I asked Andrew what the other women being wheeled around were dressed like—because he saw some. He said they were wearing the same thing as me—dark blue paper gown, light blue hair net—only they were all lying down flat on their backs with a blanket covering them up to their necks. I’m sure they all had epidurals. How else would you be transferred from your room to the delivery table while in active labour? The nurses really didn’t have bedside manners to deal with me because they were used to women who would just lie still, flat on their backs, like good little girls. I’m a rebel, I guess.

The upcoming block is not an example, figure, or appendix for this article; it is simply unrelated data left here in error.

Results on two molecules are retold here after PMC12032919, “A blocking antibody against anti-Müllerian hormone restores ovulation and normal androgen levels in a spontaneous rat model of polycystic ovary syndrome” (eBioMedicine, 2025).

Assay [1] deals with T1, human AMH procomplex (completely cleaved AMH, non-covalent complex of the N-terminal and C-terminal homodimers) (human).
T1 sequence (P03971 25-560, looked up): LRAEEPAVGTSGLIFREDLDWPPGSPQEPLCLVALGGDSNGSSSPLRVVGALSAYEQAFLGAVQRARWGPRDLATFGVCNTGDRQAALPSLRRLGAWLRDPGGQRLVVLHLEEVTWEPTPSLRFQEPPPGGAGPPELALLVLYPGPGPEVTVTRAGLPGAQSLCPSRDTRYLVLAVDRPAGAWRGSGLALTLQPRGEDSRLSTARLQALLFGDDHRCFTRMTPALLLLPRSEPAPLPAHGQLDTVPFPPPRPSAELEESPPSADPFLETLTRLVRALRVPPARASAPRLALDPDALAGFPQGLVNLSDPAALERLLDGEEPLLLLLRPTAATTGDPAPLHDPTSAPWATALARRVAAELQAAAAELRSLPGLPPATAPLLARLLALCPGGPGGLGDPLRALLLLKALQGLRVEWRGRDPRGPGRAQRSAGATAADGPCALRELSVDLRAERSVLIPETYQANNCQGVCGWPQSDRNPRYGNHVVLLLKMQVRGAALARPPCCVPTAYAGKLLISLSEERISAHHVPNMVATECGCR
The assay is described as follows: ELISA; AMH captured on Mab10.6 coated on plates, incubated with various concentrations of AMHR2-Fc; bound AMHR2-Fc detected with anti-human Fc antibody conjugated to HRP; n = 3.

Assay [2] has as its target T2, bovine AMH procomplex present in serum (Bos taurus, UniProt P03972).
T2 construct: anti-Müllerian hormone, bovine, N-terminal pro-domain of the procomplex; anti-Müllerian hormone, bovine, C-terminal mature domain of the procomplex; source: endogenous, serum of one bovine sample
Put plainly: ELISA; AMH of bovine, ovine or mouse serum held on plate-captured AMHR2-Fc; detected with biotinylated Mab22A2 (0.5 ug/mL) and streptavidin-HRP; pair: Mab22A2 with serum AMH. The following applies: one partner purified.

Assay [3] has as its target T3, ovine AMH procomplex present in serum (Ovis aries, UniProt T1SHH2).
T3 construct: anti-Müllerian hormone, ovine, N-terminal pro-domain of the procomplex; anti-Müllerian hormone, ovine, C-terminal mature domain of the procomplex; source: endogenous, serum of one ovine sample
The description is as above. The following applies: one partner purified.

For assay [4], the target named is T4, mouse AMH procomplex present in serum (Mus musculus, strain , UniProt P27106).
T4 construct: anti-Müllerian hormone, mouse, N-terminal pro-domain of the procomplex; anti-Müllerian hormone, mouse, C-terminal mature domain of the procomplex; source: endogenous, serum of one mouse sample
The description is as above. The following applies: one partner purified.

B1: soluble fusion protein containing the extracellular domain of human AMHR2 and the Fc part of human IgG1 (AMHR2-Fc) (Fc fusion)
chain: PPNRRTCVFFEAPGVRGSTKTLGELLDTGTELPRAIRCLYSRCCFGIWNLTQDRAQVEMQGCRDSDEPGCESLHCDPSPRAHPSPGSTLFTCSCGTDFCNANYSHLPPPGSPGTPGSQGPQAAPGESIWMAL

Once I had finished transitioning, the pushing stage was fabulous. At least in comparison. My contractions were still strong, but I had long rest periods between contractions.
I thought this was great. Dr. Tarek wasn’t satisfied that things were moving along fast enough. I don’t think I will ever understand why since we were only in the hospital for two hours before Miriam was born…and labour from start to finish was less than four hours…that’s pretty fast, right?
First he broke my water to help get things moving along faster. It’s the strangest feeling. I don’t know how it is to have your water break before pushing, but it feels so funny while pushing. It gushes out forcefully and splashes whoever happens to be in the way. I find it both scary and hilarious. It feels like peeing your pants, only with the force of Niagra falls instead of a little trickle. Dr. Tarek got soaked.